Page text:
“I don’t think I would be overstating the case to say this represents maybe the last and certainly the best opportunity to do an urban project adjacent to a first-class university near the highest-valued commercial corridor in the state, if not the United States, that being Interstate 35,” he said. “I think this is something that fits into the historical significance Waco has in the state, while bringing in a population of very intelligent and culturally aware people. This will be a place for people of that caliber to work, and for the city to have even more first-class restaurants and retail.”

Williams said Montgomery Farm near the border of Plano and Allen in the Dallas-Fort Worth Metroplex ranks as his favorite development to bring home. It is a mixed-use community “and is a really excellent example of residential, office, retail and restaurants coming together.”

McGowan listed other members of The Civic Center team as follows:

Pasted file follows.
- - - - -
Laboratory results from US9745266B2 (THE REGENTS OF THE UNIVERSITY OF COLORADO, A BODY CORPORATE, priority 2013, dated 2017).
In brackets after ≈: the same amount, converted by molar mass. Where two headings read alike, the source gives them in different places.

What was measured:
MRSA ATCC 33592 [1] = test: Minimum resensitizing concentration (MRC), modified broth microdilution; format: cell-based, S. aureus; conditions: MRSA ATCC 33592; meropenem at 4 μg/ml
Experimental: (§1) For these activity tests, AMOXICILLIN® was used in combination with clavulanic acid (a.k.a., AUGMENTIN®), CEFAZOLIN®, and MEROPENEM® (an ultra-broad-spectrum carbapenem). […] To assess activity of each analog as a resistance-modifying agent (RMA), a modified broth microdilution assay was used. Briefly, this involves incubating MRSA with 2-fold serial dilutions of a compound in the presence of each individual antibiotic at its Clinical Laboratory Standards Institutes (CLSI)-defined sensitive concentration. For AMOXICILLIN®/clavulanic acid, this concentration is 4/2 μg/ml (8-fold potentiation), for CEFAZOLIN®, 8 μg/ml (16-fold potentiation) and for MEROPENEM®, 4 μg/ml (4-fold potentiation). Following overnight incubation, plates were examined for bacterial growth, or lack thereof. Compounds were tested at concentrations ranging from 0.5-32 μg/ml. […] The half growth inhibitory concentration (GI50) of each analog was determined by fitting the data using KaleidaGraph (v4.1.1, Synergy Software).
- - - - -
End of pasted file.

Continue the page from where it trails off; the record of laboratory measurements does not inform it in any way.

• Sustainable Structures of Texas, owned by Lee Hall, which specializes in applying energy-efficient and “green” concepts to construction.
  • Walker Partners, civil engineers “who have been involved in a majority of things in downtown Waco. They know better than anybody what’s underground, and are a huge asset,” McGowan said.
  • RBDR, a Waco-based architectural firm whose design work includes the Greater Waco Chamber of Commerce, First United Methodist Church Woodway, Doris Miller Family YMCA, the Stacy Riddle Forum building at Baylor University and Cameron Heights residential subdivision.
  • Graham Greene, principal with award-winning Oglesby-Greene Architects in Dallas, whose projects have included Texas Discovery Gardens, Dallas Police Memorial and Montgomery Farm.
  • BizCom Associates, Plano-based marketing firm.
  • Team Better Block, a Dallas-based company whose motto is “How to Build a Better Block,” and which assists communities in improving safety, access and amenities, and in creating locations with “staying power.”
  • Artist, sculptor and landscape architect Brad Goldberg, who is based in Dallas and focuses on applying art and creativity to institutional spaces.

Both groups presented their plans to the Waco City Council last week, with the city staff and City Manager Dale Fisseler making a recommendation that the council enter into a land-use deal with The Civic Center group.

Council members said they were impressed with both projects and would pursue public input before taking a vote. Fisseler said each proposal has merits, and he may suggest the city offer the runner-up access to another city-owned site near downtown.